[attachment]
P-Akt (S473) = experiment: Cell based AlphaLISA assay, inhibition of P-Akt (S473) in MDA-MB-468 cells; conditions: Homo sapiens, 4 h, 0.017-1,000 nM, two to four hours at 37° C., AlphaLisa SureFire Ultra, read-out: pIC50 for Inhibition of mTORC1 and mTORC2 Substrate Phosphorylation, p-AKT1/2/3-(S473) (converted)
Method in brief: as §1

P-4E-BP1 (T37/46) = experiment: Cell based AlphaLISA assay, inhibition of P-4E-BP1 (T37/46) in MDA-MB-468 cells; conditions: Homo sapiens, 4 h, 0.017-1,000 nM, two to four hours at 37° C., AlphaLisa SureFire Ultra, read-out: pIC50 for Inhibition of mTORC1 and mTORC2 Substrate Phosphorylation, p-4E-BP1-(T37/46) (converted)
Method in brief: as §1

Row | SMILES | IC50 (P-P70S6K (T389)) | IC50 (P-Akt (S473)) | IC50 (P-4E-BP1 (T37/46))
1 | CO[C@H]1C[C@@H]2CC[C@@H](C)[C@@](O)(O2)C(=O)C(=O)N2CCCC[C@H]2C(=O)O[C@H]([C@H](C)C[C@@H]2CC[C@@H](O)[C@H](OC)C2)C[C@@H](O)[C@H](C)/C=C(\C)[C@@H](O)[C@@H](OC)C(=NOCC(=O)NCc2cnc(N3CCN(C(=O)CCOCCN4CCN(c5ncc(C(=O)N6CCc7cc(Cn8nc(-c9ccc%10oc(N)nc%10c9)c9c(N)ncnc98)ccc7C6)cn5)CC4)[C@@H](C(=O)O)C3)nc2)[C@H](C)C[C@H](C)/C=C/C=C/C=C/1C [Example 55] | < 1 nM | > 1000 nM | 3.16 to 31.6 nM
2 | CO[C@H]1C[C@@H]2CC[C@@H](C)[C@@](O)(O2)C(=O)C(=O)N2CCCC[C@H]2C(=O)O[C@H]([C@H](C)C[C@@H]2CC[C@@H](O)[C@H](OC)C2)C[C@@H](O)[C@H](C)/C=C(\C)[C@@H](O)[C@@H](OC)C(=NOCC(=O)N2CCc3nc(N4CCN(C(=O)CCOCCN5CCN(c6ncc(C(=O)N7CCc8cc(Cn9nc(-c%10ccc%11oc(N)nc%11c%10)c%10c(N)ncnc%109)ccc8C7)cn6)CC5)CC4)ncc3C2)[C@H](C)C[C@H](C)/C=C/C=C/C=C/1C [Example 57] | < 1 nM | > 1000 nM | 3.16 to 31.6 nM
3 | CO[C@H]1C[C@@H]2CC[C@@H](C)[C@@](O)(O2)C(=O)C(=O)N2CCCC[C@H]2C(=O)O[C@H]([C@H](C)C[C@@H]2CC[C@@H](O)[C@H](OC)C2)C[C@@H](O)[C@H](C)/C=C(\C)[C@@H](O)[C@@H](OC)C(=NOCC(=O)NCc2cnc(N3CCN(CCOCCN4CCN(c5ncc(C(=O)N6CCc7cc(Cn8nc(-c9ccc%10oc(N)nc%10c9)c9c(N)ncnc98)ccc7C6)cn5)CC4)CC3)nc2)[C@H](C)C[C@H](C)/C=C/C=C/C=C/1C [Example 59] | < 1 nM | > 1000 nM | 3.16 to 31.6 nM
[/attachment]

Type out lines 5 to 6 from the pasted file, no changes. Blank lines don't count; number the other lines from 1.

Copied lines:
Row | SMILES | IC50 (P-P70S6K (T389)) | IC50 (P-Akt (S473)) | IC50 (P-4E-BP1 (T37/46))
1 | CO[C@H]1C[C@@H]2CC[C@@H](C)[C@@](O)(O2)C(=O)C(=O)N2CCCC[C@H]2C(=O)O[C@H]([C@H](C)C[C@@H]2CC[C@@H](O)[C@H](OC)C2)C[C@@H](O)[C@H](C)/C=C(\C)[C@@H](O)[C@@H](OC)C(=NOCC(=O)NCc2cnc(N3CCN(C(=O)CCOCCN4CCN(c5ncc(C(=O)N6CCc7cc(Cn8nc(-c9ccc%10oc(N)nc%10c9)c9c(N)ncnc98)ccc7C6)cn5)CC4)[C@@H](C(=O)O)C3)nc2)[C@H](C)C[C@H](C)/C=C/C=C/C=C/1C [Example 55] | < 1 nM | > 1000 nM | 3.16 to 31.6 nM